National football coach accused of ‘raping so many boys’

Union bosses have warned that football is rife with grooming, assault and “horrific abuse” after disturbing accusations of repeated rape emerged against a long-serving coach and former Gabon national youth team boss.

Patrick Assoumou Eyi, who is said to be known locally as ‘Capello’, allegedly abused boys while leading Gabon’s under-17 team and serving in his current role as the country’s top-flight technical director. 

He is accused of luring them to his home, which he dubbed the ‘Garden of Eden’. Some victims have reportedly claimed that boys were provided for other leading figures in Gabonese football to abuse. 

The alleged victims say they have not contacted police because they lack faith in the justice system, according to the Guardian.

But Fifa’s international players’ union, Fifpro, has received a complaint and said that its preliminary inquiries unearthed “consistent evidence from credible witnesses” who unanimously say young players have long been forced into sexual relationships as a “pre-condition for footballing opportunities”.

“If these allegations are indeed true, it is yet further evidence that football is being consistently exploited, across leagues and continents, as a forum for abusers to access, groom, extort and assault players,” the union added.

“More must be done to prevent this horrific abuse and we call on football’s governing bodies to act as a matter of urgency.”

Eyi stepped down from working with the under-17s squad in 2017 but the outlet said that he continues to work with young people at the La Ligue de l’Estuaire despite a former official in Gabon’s football federation, Fegafoot, reportedly claiming that he attempted to raise concerns of sexual abuse allegations at a 2019 board meeting which were brushed off.

The official is said to have been fired as a result, though Fegafoot denied that claim to the newspaper.

“He forced me to have sexual relations with him,” one player who represented the under-17s side from 2015 to 2017 was quoted as saying. “That was the condition to stay in the national team.

“At the time, I left my village in order to help my family. I was living in the capital [Libreville] and becoming a professional footballer was the only way to get out of misery. So I did what I had to do to help them.”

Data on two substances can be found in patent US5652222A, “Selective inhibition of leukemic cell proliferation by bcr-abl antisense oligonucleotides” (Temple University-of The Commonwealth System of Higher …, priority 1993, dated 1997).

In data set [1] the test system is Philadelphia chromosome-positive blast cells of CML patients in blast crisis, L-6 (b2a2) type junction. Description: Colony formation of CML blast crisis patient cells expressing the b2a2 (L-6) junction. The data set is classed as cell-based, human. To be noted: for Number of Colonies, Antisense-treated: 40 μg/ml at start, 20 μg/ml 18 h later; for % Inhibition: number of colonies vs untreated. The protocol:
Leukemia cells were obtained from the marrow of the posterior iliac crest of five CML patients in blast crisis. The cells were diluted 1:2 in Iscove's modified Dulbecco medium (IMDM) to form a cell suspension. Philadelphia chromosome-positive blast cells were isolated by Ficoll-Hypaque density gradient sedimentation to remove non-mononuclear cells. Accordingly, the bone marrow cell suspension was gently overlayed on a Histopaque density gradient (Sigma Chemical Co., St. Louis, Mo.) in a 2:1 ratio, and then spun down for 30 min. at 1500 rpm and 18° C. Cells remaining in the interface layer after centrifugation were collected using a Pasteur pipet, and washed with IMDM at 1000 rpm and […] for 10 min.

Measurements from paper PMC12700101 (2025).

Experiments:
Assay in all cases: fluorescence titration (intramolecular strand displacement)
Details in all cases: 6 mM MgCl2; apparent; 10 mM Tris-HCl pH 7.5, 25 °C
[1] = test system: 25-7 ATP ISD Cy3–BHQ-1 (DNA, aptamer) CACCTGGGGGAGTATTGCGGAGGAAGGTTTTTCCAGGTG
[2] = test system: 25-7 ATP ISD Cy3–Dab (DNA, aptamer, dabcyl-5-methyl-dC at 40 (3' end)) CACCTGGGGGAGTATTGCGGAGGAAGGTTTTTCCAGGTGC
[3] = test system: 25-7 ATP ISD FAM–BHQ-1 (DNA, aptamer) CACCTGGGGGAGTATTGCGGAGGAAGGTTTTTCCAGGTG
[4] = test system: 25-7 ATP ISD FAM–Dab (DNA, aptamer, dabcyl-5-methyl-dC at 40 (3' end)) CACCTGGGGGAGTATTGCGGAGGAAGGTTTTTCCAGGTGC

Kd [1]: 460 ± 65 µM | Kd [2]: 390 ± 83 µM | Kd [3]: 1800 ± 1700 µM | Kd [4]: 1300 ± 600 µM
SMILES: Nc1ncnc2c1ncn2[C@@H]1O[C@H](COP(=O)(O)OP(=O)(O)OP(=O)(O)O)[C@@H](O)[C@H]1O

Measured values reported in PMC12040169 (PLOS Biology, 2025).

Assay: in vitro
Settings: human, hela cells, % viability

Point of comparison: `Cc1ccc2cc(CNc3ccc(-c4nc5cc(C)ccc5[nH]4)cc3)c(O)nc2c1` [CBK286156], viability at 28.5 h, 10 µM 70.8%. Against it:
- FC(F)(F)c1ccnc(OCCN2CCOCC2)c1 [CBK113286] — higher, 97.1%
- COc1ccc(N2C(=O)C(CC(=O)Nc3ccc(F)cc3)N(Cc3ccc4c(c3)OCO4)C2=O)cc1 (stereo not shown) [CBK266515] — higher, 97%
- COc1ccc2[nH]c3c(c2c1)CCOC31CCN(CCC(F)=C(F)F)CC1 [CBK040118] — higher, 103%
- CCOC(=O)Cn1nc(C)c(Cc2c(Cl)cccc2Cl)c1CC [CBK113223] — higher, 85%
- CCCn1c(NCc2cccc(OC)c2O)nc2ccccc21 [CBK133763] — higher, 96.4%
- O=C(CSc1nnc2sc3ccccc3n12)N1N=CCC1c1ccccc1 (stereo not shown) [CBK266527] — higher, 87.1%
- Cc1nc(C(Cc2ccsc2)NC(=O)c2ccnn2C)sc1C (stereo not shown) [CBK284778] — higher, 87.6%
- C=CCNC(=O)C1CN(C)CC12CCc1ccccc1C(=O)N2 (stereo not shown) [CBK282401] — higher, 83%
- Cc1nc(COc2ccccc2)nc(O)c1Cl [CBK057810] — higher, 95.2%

“Capello raped so many boys,” the player was quoted as alleging. “He sometimes went to the countryside to find new ones.

“He took advantage of poverty and also gave some boys to other officials. In our national team, the majority had to give sex.

“That’s the reality of Gabonese football for decades but no-one can shut down the system. Predators are too numerous… we suffered hell.”

Two other alleged victims say Eyi abused them when they were under 18 while they attended an academy in a Libreville suburb between 2017 and 2019.

“Sometimes, he took some kids to his house, ‘Le Jardin d’Eden’,” one is said to have explained. “He was very nice to me but every time I saw him he told me I was beautiful.

“One day, he told me that some of the players gave masturbation… he left his office with a smile. It was like he was sending me a message.”

“I had some sexual experiences with Capello, I was obligated to,” the other player is quoted as saying.

“I quit football, you know. I tried my best for my family and now I live out of the country. I can’t go back.

“Capello bought kids from remote provinces or villages with a poor background in the majority.

“He brainwashed them and made them believe they had to give sexual favours to him. One other coach told us one day: ‘If you want to play with the under-17 national team, you know what you have to do.’”

Eyi, who was a winger but went into coaching at a young age with a noted eye for spotting footballing talent, is said to have posted a series of messages on his WhatsApp statuses where he seemed to make reference to the allegations and wrote: “Those who use lies as a weapon don’t know the reverse on the spiritual side.”

Fegafoot’s media officer, Pablo Moussodji Ngoma, was quoted by the Guardian to have referenced the allegations on Facebook, criticizing them for a “weakness of evidence”.

“The testimonies of the actor victims, with their names, can dissuade the perpetrators of these abominable acts but we must also allow the judicial bodies and even the courts to punish them,” he reportedly wrote.

“The rest will be taken as one more communication operation for those who are committed to tarnishing Gabon’s image internationally.”

In a reported statement, Fegafoot said it had “never registered any complaints relating to any act of this nature”.

“To our knowledge, [Eyi] does not have a team and is not appointed to lead any national team,” it is said to have added.

“The players you have met should consider also contacting us in order to diligently investigate because we confirm that such facts must be denounced in court and to the competent judicial bodies.”

This scandal is just the latest to rock Gabonese football, which in November saw ex-Rennes star Stephane Nguema and four fellow ex-internationals arrested for protesting against continued cancelations of the domestic leagues.

As a consequence, Nguema has had to leave his role as the players’ union secretary-general, with members claiming they haven’t been paid in almost two years.

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